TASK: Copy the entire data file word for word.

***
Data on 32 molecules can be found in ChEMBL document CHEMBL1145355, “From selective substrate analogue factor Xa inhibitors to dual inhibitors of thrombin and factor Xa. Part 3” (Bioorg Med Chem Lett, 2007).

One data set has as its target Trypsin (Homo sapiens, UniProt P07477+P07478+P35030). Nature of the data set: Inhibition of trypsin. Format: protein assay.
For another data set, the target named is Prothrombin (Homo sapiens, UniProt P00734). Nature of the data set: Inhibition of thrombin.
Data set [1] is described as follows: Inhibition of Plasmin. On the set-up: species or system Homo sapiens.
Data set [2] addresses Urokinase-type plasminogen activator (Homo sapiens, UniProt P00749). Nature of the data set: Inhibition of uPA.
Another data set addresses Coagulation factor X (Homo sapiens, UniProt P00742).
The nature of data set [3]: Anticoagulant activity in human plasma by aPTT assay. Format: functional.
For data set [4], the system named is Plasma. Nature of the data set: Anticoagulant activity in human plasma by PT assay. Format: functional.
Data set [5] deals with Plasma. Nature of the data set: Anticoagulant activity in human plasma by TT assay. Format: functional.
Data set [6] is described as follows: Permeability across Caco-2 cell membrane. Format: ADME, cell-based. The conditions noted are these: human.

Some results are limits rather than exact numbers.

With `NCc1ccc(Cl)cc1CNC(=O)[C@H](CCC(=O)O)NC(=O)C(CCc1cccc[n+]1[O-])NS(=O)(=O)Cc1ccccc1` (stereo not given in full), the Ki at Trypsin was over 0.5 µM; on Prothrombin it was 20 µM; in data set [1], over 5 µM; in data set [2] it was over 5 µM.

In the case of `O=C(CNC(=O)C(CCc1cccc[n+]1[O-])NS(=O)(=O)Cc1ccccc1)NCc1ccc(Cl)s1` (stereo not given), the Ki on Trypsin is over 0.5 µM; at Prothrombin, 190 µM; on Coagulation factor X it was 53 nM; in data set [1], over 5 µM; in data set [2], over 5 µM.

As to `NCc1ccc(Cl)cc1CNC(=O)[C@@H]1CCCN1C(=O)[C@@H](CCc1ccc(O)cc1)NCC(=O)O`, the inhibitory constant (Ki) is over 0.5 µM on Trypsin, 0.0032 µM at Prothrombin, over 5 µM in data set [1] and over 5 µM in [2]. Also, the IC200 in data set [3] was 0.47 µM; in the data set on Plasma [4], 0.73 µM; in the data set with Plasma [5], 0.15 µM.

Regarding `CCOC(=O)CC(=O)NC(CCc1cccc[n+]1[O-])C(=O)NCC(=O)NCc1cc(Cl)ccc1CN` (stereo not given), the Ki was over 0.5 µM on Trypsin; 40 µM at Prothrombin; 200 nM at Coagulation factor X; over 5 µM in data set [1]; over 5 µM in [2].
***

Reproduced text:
Data on 32 molecules can be found in ChEMBL document CHEMBL1145355, “From selective substrate analogue factor Xa inhibitors to dual inhibitors of thrombin and factor Xa. Part 3” (Bioorg Med Chem Lett, 2007).

One data set has as its target Trypsin (Homo sapiens, UniProt P07477+P07478+P35030). Nature of the data set: Inhibition of trypsin. Format: protein assay.
For another data set, the target named is Prothrombin (Homo sapiens, UniProt P00734). Nature of the data set: Inhibition of thrombin.
Data set [1] is described as follows: Inhibition of Plasmin. On the set-up: species or system Homo sapiens.
Data set [2] addresses Urokinase-type plasminogen activator (Homo sapiens, UniProt P00749). Nature of the data set: Inhibition of uPA.
Another data set addresses Coagulation factor X (Homo sapiens, UniProt P00742).
The nature of data set [3]: Anticoagulant activity in human plasma by aPTT assay. Format: functional.
For data set [4], the system named is Plasma. Nature of the data set: Anticoagulant activity in human plasma by PT assay. Format: functional.
Data set [5] deals with Plasma. Nature of the data set: Anticoagulant activity in human plasma by TT assay. Format: functional.
Data set [6] is described as follows: Permeability across Caco-2 cell membrane. Format: ADME, cell-based. The conditions noted are these: human.

Some results are limits rather than exact numbers.

With `NCc1ccc(Cl)cc1CNC(=O)[C@H](CCC(=O)O)NC(=O)C(CCc1cccc[n+]1[O-])NS(=O)(=O)Cc1ccccc1` (stereo not given in full), the Ki at Trypsin was over 0.5 µM; on Prothrombin it was 20 µM; in data set [1], over 5 µM; in data set [2] it was over 5 µM.

In the case of `O=C(CNC(=O)C(CCc1cccc[n+]1[O-])NS(=O)(=O)Cc1ccccc1)NCc1ccc(Cl)s1` (stereo not given), the Ki on Trypsin is over 0.5 µM; at Prothrombin, 190 µM; on Coagulation factor X it was 53 nM; in data set [1], over 5 µM; in data set [2], over 5 µM.

As to `NCc1ccc(Cl)cc1CNC(=O)[C@@H]1CCCN1C(=O)[C@@H](CCc1ccc(O)cc1)NCC(=O)O`, the inhibitory constant (Ki) is over 0.5 µM on Trypsin, 0.0032 µM at Prothrombin, over 5 µM in data set [1] and over 5 µM in [2]. Also, the IC200 in data set [3] was 0.47 µM; in the data set on Plasma [4], 0.73 µM; in the data set with Plasma [5], 0.15 µM.

Regarding `CCOC(=O)CC(=O)NC(CCc1cccc[n+]1[O-])C(=O)NCC(=O)NCc1cc(Cl)ccc1CN` (stereo not given), the Ki was over 0.5 µM on Trypsin; 40 µM at Prothrombin; 200 nM at Coagulation factor X; over 5 µM in data set [1]; over 5 µM in [2].